Dola, WV Coal Mine Explosion, Apr 1963
14 BODIES FOUND IN UPSTATE MINE.
EIGHT STILL MISSING IN COMPASS NO. 2 EXPLOSION.
Dola (UPI) -- Rescue teams about noon today found 11 more bodies deep inside the explosion-torn Clinchfield No. 2 Mine, bringing to 14 the number of men known dead. Eight trapped miners still were missing.
Dola, W. Va. (UPI) -- The bodies of three men were found deep inside an explosion-torn soft coal mine today and fears of a pending disaster mounted in this small northern West Virginia coal belt town.
Nineteen miners still were missing following an explosion of methane gas or coal dust late Thursday night at the Clinchfield Coal Company's Compass No. 2 Mine.
Thirty others were working the same shift in other sections of the mine and felt the shock wave, but scampered to the surface safely.
Announcement that three bodies had been found caused an immediate saddening effect at the pithead, where relatives of the trapped men were huddled anxiously awaiting word of loved ones sealed deep below.
Discovery of the bodies did not bode well for those still missing, veteran mine officials hinted.
A spokesman for the mine's management disclosed shortly before noon that 24 rubber sheets had been ordered from a nearby mortuary.
But in the tradition of coal mining, rescue teams pushed forward against time in an attempt to reach the men still unaccounted for.
Significantly, the Compass No. 2 Mine is located only a short-distance from the scene of this country's worst mining disaster. On Dec. 6, 1907, 361 miners lost their lives in a mine near Monongah, W. Va.
The first hint of Thursday night's explosion came when men working in other sections began coming to the surface. Their clothing was covered with coal dust, indicating the blast was of violent proportions.
One foreman on the surface was quoted as saying "It would be impossible for any of them to have survived that explosion."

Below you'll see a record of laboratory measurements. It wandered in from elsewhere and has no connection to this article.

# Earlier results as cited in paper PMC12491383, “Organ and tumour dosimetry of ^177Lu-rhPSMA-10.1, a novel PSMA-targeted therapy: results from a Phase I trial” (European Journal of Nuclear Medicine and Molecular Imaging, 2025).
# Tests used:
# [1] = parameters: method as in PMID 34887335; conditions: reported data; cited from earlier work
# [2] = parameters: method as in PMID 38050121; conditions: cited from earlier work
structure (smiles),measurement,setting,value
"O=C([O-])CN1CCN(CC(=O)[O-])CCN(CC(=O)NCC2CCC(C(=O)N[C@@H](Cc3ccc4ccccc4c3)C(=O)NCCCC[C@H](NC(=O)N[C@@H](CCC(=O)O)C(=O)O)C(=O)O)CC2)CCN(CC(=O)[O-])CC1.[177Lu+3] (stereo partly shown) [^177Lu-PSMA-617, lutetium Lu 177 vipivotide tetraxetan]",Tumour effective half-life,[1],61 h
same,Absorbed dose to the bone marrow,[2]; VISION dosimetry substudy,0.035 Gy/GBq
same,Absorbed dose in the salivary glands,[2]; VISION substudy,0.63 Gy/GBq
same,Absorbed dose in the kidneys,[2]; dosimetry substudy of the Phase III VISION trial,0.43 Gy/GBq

John Morabito, who was below ground but about a mile from the point of the explosion, said the concussion "knocked a shovel out of my hand and threw men to the floor."
"I didn't waste any time getting out of there," Morabito said.
Another miner, beltman Harry Williams, reported the force of the blast ripped the coat off his shoulders, and he was four miles away.
Within minutes after the grim news was passed, relatives began gathering at the mine office near the main shaft.
All 22 of the trapped men were married. Seventeen of them had a total of 39 children.
West Virginia Mines Director Leonard Timms motored to the scene from his headquarters in the state capital at Charleston. Upon arriving he gave this picture:
"The missing men were believed working in two separate groups, a mile to a mile and a half from the main shaft. Thirteen in one group were mining by conventional methods. Seven men in the second group were operating a continuous mining machine. Each group had a foreman. The two entry ways separated by a wall of coal."
Officials said the explosion was feared to have occurred "in the same general area" where the two groups were working.
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